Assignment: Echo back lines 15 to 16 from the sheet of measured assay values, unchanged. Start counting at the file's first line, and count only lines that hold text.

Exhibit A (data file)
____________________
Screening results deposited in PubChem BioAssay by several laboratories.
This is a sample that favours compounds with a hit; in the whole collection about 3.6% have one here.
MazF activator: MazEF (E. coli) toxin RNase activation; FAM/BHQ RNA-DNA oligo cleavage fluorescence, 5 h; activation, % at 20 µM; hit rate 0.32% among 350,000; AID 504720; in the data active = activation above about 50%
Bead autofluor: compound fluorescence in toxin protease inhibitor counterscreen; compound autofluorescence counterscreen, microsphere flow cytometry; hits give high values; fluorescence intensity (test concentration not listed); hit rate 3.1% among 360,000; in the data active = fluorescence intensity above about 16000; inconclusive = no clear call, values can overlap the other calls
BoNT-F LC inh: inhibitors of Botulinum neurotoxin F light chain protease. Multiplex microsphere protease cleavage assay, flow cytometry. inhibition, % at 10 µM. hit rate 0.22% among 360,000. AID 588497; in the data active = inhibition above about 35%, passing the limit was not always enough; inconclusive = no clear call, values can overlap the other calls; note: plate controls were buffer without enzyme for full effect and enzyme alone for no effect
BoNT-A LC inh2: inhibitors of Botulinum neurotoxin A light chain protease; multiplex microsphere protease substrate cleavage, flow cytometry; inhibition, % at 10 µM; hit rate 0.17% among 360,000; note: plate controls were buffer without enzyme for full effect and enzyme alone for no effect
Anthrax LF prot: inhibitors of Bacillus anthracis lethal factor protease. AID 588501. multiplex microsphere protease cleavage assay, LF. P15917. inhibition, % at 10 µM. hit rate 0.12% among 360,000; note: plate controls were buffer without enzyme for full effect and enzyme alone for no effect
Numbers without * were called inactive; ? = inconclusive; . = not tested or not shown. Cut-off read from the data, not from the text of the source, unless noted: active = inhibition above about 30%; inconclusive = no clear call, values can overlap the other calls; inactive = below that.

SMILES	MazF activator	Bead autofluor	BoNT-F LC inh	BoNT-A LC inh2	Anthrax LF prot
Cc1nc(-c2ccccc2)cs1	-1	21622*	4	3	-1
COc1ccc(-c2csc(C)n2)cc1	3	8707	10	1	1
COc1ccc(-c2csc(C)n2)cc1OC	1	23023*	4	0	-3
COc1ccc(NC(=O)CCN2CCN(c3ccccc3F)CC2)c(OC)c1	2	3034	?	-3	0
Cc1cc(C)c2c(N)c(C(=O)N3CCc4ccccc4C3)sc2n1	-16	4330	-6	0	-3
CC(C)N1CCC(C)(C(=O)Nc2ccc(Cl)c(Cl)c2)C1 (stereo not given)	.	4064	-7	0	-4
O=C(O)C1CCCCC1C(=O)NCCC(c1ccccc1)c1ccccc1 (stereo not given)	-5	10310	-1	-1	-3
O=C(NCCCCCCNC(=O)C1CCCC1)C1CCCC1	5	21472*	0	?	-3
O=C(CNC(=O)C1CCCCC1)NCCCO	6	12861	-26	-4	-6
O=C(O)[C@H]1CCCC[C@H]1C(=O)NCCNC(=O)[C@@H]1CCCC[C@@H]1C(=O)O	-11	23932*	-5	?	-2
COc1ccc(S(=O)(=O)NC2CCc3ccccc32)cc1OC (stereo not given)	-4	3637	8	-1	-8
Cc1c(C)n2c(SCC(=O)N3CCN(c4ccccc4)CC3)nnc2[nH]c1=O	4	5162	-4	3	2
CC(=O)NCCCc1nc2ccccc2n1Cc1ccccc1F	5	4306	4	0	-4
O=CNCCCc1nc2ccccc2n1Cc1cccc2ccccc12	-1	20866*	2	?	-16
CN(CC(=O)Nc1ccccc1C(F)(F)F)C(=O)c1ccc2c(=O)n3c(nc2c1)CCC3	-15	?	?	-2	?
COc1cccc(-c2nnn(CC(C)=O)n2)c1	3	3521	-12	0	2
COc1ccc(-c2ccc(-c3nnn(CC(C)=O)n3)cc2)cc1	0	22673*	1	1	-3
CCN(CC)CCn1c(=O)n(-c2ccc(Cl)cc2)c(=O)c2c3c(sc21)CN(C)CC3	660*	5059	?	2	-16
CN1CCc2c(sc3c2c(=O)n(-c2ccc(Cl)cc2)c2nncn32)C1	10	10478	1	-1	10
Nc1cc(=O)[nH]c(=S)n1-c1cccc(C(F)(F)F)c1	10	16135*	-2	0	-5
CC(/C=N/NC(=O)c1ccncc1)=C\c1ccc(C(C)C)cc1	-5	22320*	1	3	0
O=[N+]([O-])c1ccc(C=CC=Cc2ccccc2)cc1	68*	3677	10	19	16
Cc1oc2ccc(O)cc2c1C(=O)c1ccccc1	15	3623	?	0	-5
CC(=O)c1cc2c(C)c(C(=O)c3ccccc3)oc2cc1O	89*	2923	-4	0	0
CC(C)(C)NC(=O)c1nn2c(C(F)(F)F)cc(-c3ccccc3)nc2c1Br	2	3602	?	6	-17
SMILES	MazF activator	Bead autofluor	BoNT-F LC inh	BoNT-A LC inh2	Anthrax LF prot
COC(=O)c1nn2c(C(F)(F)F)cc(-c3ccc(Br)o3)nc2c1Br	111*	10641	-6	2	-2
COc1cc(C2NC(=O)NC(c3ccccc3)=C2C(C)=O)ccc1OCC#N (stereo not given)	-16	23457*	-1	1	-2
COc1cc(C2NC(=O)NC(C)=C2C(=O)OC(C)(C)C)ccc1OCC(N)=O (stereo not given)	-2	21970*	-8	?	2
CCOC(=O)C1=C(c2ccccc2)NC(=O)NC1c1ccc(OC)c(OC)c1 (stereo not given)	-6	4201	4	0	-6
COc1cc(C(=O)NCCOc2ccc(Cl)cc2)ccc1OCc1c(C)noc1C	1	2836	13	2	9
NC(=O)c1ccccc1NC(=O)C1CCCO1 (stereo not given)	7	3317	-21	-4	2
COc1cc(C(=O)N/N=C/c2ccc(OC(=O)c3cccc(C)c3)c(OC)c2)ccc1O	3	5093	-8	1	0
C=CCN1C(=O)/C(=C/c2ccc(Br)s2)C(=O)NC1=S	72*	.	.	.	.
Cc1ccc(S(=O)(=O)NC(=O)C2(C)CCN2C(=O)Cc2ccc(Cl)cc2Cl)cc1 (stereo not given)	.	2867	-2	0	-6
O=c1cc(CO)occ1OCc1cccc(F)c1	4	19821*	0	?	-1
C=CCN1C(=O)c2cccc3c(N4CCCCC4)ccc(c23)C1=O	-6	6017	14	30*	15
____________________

CC(C)N1CCC(C)(C(=O)Nc2ccc(Cl)c(Cl)c2)C1 (stereo not given)	.	4064	-7	0	-4
O=C(O)C1CCCCC1C(=O)NCCC(c1ccccc1)c1ccccc1 (stereo not given)	-5	10310	-1	-1	-3